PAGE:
Most lakes in the Lower Hudson Valley must contend with seasonal algal blooms. Kirk Lake is no exception, so KLWA has been collecting water quality data and will also gather New York City's water testing data to develop a watershed management plan to attack this problem.

Occasional blue-green algal blooms are of particular concern. If you see a significant greenish mat-like substance on the water's surface, it's probably a good idea to avoid swimming. Young children -- who tend to ingest more water than adults, should especially avoid swimming during these times.

What causes the the algal blooms in Kirk Lake?

We have an excess nutrient load in the lake. Phosphorus and nitrogen are the main culprits.

Using the funds so generously donated by our members, KLWA has done extensive studies over the years to identify the point sources. (This information is on the KLWA website) Our limnologist has tested various waterflows from around the lake. As would be expected, the areas with the highest home density have shown to have the highest nutrient loads. Most notably on the west side coming from Overlook and Lakeside Roads.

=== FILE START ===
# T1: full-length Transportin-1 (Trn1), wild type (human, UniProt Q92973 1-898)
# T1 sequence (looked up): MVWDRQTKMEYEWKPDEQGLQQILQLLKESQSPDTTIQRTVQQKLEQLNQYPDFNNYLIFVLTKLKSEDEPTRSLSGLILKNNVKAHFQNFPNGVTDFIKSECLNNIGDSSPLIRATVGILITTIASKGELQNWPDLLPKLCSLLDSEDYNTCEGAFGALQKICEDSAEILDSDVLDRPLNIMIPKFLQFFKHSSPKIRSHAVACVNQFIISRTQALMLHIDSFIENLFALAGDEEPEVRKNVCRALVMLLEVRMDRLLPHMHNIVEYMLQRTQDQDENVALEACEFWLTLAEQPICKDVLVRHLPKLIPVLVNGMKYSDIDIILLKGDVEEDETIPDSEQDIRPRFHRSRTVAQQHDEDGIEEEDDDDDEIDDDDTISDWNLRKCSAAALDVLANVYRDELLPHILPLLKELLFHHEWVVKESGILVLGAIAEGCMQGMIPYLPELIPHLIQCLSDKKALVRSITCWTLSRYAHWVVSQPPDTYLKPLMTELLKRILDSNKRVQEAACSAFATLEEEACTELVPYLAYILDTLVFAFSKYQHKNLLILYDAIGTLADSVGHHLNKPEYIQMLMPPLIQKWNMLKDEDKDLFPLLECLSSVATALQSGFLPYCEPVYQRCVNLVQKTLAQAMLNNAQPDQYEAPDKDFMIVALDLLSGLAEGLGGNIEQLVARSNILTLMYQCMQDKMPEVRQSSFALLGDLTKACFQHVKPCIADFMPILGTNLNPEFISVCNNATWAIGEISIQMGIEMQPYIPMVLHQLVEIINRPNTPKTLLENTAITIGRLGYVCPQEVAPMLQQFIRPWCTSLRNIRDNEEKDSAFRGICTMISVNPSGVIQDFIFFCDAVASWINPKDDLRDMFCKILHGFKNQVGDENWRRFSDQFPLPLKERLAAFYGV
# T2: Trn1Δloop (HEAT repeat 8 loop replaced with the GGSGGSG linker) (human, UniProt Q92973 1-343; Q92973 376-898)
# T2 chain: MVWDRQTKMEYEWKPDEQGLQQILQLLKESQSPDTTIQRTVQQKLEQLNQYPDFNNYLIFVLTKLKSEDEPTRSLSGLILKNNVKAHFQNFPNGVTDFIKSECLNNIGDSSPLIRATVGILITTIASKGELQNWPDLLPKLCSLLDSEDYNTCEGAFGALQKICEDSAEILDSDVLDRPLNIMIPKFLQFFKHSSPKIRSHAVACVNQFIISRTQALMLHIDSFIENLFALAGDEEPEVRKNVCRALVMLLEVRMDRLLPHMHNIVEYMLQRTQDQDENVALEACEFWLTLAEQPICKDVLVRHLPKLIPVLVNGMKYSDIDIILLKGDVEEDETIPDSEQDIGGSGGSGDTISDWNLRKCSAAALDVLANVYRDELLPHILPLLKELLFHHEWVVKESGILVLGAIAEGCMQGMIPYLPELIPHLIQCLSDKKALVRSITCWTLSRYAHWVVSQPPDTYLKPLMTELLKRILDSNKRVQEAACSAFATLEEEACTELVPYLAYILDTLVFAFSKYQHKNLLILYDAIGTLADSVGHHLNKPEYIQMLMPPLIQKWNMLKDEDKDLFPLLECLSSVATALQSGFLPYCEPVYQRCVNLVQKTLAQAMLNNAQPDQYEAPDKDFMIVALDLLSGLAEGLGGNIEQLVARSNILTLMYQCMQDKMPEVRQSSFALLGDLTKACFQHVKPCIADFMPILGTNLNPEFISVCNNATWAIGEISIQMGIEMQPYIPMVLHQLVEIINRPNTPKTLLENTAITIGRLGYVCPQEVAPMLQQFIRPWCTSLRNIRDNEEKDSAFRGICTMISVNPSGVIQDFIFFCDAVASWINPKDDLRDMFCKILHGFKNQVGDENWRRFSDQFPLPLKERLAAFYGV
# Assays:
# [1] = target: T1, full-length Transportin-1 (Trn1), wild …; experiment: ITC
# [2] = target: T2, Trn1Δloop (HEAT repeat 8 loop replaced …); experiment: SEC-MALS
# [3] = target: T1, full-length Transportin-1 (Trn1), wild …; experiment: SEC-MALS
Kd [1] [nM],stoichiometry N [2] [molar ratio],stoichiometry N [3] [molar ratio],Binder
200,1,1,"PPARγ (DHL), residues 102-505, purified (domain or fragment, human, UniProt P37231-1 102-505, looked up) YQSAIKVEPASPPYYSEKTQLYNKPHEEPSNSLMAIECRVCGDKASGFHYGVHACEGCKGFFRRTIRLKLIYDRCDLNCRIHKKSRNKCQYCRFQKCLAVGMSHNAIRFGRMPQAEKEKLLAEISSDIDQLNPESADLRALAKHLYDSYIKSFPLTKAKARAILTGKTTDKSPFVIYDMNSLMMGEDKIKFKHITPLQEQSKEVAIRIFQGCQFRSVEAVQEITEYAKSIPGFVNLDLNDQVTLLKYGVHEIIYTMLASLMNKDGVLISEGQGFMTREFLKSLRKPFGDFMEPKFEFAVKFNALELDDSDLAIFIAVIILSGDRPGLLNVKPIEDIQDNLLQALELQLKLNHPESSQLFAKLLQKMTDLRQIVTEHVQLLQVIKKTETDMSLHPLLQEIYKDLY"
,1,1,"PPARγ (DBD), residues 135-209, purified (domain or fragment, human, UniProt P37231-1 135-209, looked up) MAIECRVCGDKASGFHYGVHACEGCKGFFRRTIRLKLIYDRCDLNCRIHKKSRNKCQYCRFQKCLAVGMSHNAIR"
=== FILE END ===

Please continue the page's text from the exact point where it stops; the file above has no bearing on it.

Where does the excess nutrients come from?

1. Fertilizers

2. Septic systems

3. The lake bed, where nutrients have accumulated over time

For more information, see the NYS Health Department PDF below.

BGA fact sheet 5.27.14.pdf